Something was clearly getting lost in translation in science class, but my favorite example has got to be gym.

That’s right: I took gym class online. Five semesters of it. I read about how to play various sports and then took quizzes on the rules. On occasion I would submit blatantly falsified Excel sheets claiming I’d done a certain number of jumping jacks or push-ups. It was every nerd’s dream!

Why it’s important:

Was I learning anything in my online gym class? Perhaps. Was I really getting the impact of the lessons? No, certainly not. I was one of the least physically active kids I knew. The spirit of those classes were destroyed by putting them online.

Not every lesson can be taught online.

What you can learn:

Just because you can teach something online doesn’t mean you should, and it certainly doesn’t mean that it’s the most effective way to teach something. No matter how much time, money, or effort it seems to save, if a lesson demands a physical example or hands-on, kinetic learning, you need to facilitate that.

For me, the biggest damage I suffered was being a little out of shape and admitting to the world that I fibbed on my 10th grade push-up chart. But in an office environment, a lack of hands-on learning can lead to anything from ruined paperwork to industrial accidents. Think hard about what you’re trying to teach before you decide that eLearning is the best way to teach it.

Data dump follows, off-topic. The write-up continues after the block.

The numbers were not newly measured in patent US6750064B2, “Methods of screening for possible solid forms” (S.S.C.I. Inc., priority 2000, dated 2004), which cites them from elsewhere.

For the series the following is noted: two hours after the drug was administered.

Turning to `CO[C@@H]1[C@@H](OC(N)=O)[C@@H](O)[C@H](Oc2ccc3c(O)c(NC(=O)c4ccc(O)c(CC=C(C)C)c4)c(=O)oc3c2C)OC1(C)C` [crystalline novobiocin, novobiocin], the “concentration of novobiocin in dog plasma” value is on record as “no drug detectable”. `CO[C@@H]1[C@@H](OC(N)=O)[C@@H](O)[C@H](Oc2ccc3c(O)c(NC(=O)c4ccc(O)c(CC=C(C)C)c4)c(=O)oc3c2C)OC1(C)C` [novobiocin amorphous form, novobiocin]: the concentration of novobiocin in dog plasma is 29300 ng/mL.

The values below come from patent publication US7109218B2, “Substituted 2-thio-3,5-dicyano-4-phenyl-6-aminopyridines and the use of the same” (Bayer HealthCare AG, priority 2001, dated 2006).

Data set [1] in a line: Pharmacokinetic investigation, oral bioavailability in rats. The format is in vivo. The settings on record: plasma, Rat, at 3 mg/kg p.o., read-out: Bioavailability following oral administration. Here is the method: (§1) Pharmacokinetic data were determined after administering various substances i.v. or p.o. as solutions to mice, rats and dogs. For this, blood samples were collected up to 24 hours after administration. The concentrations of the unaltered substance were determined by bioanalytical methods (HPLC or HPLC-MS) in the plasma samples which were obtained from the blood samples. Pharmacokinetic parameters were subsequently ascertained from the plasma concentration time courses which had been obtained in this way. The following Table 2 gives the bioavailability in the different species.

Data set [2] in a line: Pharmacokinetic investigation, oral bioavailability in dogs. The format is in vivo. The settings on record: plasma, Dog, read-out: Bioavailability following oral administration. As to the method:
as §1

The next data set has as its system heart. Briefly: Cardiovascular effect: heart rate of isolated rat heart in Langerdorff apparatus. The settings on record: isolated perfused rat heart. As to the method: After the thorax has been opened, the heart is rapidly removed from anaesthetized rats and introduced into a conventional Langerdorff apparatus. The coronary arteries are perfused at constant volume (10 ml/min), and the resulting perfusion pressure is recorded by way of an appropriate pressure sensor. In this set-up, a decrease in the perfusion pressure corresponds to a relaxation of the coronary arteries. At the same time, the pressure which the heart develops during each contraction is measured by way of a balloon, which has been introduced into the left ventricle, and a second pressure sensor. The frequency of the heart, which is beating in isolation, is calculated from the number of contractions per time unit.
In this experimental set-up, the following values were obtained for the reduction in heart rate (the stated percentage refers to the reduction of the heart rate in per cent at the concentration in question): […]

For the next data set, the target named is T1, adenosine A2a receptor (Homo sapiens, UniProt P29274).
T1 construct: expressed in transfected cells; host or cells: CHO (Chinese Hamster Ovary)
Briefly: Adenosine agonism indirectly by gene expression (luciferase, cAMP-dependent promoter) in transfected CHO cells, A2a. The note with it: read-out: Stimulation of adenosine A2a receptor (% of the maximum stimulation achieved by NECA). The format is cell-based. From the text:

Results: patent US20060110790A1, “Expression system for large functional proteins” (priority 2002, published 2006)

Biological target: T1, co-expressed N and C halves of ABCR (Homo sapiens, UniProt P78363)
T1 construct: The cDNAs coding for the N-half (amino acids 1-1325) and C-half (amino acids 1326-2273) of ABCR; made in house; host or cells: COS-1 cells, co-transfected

OK, but did you turn out normal?

If you’re looking for overall impressions, I’ll say that this method of learning isn’t for everyone. I did very well and had some amazing teachers, but I had a lot of problems with the administration. So in that sense at least it was a pretty typical high school experience!

I turned out OK despite never setting foot inside a “real” high school until I had already graduated. When I did visit my cousin’s school, I was disappointed. “Glee” and “Mean Girls” set a high bar for snarky dialogue. I went to a real college and got a real job after graduation. Most people who meet me today never even realize I went to school online, because high school doesn’t come up as often in your mid-20s.

Still, when I say I know what’s up with online learning, learning management software, and computer literacy in general, trust me. I can’t say that my “eSchool” taught me nothing: I learned how online schooling works just as much as I learned my core subjects. And I can type 98 words a minute, which is pretty cool, so thanks eLearning!

Want to know more about eLearning from an insider’s perspective? Check out some of my other articles and follow me on Twitter @CapterraHalden

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Looking for Learning Management System software? Check out Capterra's list of the best Learning Management System software solutions.

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About the Author

Halden Ingwersen

Halden Ingwersen writes about HR and eLearning at Capterra. She’s a graduate of Agnes Scott College and a TEDx presenter. You can follow her on Twitter @CapterraHalden, just don’t get her started about her zombie survival plan.